Reading Time: 4 minutes
Maternity leave and breastfeeding has given me ample time to read… which I love. If it hasn’t been clear on here before, I love reading. I started to read at a very young age and I worked in a public library during high school. There were times it was difficult for me to barcode and catalog the new books, simply because I was so interested in seeing what they all were. (Don’t worry, I did all my work. I was a damn good library employee!)
Here are some of the latest things I’ve read:
Delirium, Hana and Pandemonium by Lauren Oliver
I’ve been into dystopian books lately, I guess everyone has because they’re all the rage. These books are part of a trilogy… although Hana isn’t really part of the MAIN trilogy, it’s basically a 1.5 to give a perspective from another character. That seems to be trendy these days too… Rewriting a story from another character’s point of view. Anyway, this series the future has eliminated love… they look at the emotion as a disease and get a surgical procedure to numb their feelings. It’s an interesting perspective and I’m eager to read the last one in the series… although I should have waited until the entire trilogy was published to begin it, I hate waiting for the next book! Requiem, the last book in the trilogy, won’t be out until March 2013.
Honey on Your Mind by Maria Murnane
This is basically chick-lit. I was turned onto this series by a success story posted about the author, how she pursued her novels by being self-published and found success with Amazon. The main character has a weird name, Waverly, and like most chick-lit books she does absolutely ridiculous things. But for some reason I find these easy to read and not too annoying. Although, the entire product line the character creates seems kind of dorky to me. But they’re fun, frivolous reads and I find them not as grating as that damn shopaholic series.
A Life Worth Breathing by Max Strom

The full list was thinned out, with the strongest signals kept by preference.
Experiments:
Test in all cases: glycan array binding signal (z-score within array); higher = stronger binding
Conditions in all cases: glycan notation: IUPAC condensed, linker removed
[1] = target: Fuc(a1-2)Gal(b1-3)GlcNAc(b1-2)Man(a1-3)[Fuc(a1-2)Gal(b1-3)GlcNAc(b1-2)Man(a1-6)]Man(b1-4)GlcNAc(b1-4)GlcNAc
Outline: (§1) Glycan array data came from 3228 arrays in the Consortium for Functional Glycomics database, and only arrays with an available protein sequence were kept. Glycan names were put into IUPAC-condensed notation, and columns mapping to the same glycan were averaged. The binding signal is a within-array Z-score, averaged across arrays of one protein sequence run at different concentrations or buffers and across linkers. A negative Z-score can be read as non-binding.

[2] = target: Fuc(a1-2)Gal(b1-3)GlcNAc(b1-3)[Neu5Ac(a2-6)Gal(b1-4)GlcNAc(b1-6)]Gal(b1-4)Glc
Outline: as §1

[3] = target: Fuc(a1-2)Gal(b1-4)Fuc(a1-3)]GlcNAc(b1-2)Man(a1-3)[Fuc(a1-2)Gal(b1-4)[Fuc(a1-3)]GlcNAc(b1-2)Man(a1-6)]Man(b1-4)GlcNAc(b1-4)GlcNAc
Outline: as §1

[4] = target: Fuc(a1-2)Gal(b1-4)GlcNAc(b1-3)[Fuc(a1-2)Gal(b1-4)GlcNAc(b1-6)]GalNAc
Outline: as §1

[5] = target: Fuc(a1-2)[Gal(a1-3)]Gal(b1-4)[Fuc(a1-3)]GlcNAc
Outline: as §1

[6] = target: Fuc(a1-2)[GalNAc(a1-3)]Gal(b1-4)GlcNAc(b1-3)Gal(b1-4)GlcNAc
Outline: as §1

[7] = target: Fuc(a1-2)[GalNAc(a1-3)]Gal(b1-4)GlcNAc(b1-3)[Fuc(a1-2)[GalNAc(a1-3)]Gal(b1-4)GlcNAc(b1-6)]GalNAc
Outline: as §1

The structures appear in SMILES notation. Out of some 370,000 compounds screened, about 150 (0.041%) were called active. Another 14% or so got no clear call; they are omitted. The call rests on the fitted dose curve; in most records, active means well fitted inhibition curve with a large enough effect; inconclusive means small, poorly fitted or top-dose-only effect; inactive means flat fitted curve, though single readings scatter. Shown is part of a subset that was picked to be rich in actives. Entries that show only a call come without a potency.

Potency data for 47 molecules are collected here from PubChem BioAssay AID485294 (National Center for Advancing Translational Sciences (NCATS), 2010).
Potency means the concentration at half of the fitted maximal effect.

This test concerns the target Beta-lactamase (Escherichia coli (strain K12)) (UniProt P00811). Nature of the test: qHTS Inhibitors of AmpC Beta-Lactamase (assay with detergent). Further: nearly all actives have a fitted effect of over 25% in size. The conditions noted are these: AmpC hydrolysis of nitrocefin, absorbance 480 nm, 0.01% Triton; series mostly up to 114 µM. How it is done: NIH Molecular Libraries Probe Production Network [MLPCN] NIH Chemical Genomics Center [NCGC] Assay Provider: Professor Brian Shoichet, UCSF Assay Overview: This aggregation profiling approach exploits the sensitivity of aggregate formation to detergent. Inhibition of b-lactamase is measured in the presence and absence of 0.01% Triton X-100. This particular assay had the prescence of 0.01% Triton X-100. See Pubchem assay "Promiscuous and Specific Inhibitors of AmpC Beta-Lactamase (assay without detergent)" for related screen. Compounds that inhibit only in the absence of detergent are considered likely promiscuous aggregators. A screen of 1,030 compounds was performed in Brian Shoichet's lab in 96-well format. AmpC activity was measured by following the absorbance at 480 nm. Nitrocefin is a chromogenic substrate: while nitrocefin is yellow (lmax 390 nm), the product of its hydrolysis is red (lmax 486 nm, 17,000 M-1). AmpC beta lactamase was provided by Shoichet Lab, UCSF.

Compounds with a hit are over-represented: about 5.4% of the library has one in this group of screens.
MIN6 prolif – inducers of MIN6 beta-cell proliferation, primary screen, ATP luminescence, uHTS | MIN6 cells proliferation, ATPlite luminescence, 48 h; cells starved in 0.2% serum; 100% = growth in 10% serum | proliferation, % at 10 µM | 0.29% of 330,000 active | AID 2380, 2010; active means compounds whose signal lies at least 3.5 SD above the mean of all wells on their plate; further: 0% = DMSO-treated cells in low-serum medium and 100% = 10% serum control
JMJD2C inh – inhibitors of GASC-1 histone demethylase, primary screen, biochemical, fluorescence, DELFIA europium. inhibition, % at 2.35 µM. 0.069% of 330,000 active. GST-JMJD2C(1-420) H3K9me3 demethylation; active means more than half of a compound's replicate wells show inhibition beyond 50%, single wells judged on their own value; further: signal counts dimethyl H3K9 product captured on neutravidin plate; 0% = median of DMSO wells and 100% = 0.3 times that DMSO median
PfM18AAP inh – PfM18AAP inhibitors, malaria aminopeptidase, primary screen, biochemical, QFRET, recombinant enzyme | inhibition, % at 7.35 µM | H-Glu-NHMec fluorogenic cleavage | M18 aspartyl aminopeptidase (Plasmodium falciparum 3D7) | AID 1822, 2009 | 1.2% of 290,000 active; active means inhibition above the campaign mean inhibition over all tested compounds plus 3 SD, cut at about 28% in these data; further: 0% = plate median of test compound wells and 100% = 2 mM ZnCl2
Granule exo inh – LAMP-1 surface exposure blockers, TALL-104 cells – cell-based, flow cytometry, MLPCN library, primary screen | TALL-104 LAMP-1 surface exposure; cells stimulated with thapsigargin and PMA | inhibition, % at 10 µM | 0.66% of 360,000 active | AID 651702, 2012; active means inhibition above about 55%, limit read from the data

This book was sent to me, it sounded like something I would enjoy… silencing our inner critic and adopting a yoga practice can help us live a more meaningful life. But truthfully I had a really hard time reading this book. Something about it felt a little preachy and/or patronizing. It didn’t seem to motivate me to do something to make my life more fulfilling… it mainly caused me to drift off. And that kind of bummed me out as the premise sounded so promising.
Run to Overcome by Meb Keflezighi
This book was interesting because you got to see where Olympian Meb came from; from a very poor childhood in Eritrea, to his family escaping the war-torn country to move to the US, becoming citizens and finding success in a new country. He and all of his siblings (family of 10!) have had great success in academics, which impressed me as they moved to California without even knowing English and had to jump right into elementary and middle school. There are some critics that say Meb comes across as a little braggy in this book and I guess some of the accomplishments do sound boastful… but the guy has done some amazing things, it’s hard to present those without sounding impressive and when it’s written in first-person there is no other way to say it besides “I did this…” At the end of each chapter there are little tips for running and life success, those are a nice touch.